TOURISM is a key economic driver for our state. It’s an industry that’s now worth a record-breaking $6.7 billion and employs more than 36,000 people.
Over the past five years alone we’ve seen 5000 jobs created in tourism and the broader visitor economy.
That said, tourism is an ever-changing and highly competitive industry and the SA tourism industry can’t rest on its laurels.
We’ve recently seen other state and territory governments significantly increase their tourism investment, including $290 million from the NSW Government to enhance their already booming visitor economy.
The Northern Territory has also announced funding for the $103 million Turbocharging Tourism Package to boost jobs, improve their marketing campaigns, and secure lucrative business events.
We must, therefore, work collaboratively with the State Government and continuously invest in tourism in order to remain relevant.
Following the release of the 2018-19 State Budget, it’s pleasing to see that the government is delivering on its tourism election promises, including $21.5 million over four years to develop the event bid funds, $10 million in 2019-20 to invest in the state’s tourism marketing initiatives, and $150 million over 10 years to deliver the Regional Growth Fund – an extremely valuable initiative given that our regional and remote areas account for 41 per cent of the total spend from visitors.
However, there’s more to be done to ensure SA’s tourism industry meets its 2020 targets of $8 billion and 41,000 jobs, with a call to action for future State Budgets to increase funding.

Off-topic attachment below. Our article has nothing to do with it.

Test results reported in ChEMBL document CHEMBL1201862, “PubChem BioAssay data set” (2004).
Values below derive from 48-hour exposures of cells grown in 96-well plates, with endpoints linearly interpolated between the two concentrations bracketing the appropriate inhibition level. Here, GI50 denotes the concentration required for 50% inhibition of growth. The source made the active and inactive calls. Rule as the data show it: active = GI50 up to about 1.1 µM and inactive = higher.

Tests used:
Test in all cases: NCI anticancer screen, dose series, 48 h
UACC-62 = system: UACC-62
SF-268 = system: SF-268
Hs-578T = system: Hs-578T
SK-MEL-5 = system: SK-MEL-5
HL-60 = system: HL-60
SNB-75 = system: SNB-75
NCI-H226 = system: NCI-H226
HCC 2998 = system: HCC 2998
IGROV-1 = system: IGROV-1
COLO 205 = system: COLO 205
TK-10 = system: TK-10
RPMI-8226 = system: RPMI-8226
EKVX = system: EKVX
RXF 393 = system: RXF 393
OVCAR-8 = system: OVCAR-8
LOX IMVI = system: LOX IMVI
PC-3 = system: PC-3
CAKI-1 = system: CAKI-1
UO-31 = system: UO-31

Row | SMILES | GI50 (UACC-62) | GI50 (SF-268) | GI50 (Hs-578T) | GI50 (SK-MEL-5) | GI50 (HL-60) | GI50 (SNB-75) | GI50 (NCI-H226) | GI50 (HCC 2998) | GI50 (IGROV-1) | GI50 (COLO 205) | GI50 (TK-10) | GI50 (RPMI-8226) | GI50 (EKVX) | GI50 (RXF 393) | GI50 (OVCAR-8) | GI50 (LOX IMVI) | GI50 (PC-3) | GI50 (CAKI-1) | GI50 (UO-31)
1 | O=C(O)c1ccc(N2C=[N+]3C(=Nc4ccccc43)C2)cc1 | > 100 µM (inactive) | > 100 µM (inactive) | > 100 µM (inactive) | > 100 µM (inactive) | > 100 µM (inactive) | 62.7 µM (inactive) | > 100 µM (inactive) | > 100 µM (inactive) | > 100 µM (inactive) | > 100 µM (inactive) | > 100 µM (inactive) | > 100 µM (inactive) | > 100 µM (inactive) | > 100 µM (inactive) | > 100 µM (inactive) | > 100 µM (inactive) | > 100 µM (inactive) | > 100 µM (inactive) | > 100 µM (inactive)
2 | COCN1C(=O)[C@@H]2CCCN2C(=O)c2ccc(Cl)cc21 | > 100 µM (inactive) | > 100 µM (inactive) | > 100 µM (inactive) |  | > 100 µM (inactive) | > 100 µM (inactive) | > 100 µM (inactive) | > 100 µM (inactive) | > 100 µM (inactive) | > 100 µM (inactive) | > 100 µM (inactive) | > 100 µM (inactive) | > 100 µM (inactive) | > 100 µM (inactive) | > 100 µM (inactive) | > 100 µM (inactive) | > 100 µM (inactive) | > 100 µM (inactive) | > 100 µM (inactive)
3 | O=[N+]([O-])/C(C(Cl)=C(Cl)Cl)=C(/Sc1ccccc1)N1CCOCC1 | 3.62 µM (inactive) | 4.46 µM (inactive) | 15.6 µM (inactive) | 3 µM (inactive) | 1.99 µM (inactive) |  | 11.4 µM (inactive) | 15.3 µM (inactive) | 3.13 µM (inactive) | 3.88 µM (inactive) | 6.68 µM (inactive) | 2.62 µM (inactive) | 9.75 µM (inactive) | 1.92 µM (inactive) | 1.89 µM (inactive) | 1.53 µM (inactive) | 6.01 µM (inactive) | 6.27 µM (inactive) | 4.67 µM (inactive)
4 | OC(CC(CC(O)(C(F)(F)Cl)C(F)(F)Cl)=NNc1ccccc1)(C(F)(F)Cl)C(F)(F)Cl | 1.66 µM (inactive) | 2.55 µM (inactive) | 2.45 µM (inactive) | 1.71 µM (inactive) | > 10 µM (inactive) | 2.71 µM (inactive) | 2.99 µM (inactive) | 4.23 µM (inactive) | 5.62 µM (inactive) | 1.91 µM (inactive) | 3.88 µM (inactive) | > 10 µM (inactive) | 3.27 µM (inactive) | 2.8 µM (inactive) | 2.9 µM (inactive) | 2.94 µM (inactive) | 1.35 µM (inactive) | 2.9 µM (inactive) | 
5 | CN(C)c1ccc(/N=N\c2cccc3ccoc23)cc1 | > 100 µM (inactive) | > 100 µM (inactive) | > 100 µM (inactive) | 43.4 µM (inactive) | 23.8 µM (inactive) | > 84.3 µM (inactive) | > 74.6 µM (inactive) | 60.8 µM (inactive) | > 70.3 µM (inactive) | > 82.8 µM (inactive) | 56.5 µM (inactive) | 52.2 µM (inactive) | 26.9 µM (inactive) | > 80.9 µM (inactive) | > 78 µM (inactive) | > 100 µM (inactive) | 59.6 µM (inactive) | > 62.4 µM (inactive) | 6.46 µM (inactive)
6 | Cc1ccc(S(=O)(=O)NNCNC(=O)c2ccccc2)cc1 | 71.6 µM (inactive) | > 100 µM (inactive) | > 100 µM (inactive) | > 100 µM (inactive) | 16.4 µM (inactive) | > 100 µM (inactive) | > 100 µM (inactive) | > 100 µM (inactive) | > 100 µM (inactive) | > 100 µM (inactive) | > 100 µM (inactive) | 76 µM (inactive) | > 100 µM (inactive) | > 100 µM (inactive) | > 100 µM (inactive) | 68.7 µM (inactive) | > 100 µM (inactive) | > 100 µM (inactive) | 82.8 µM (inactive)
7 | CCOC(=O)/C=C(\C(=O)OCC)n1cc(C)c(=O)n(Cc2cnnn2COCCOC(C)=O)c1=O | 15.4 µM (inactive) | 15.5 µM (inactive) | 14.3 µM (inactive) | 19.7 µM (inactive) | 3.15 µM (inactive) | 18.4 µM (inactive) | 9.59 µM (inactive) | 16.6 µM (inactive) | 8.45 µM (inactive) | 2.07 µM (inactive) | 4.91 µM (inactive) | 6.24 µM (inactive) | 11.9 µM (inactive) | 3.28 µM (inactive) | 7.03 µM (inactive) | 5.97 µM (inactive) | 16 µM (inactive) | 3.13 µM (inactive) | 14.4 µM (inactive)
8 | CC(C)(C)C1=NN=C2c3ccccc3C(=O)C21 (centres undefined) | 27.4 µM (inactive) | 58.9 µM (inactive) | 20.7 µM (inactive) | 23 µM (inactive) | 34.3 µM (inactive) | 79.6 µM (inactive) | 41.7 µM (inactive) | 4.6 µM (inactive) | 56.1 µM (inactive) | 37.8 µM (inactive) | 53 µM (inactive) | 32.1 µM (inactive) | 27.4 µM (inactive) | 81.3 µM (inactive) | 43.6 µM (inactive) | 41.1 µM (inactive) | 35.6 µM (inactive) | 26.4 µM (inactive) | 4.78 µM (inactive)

The SA Tourism Industry Council’s 900-plus members continue to reinforce the need for the SA Tourism Commission to receive sufficient funding, including ongoing investment towards its global marketing activities to ensure our magnificent state remains on the tourism map.
A whole-of-government approach to tourism is essential, as is the case in Queensland. We want State Government agencies to support and undertake projects that foster collaboration, including an annual visitor economy summit.
Likewise, our tourism operators and their staff must have the capabilities to deliver the best experiences possible, which is why SATIC is advocating to work in partnership with the government to strengthen industry and workforce development.
Furthermore, we will persist in seeking more government support to reduce the costs associated with doing business, which particularly hinder the many small to medium-sized businesses within our industry.
Tourism will continue to evolve and diversify, and we must work collectively if we are to unlock its full economic potential.
■ Shaun de Bruyn is CEO of the SA Tourism Industry Council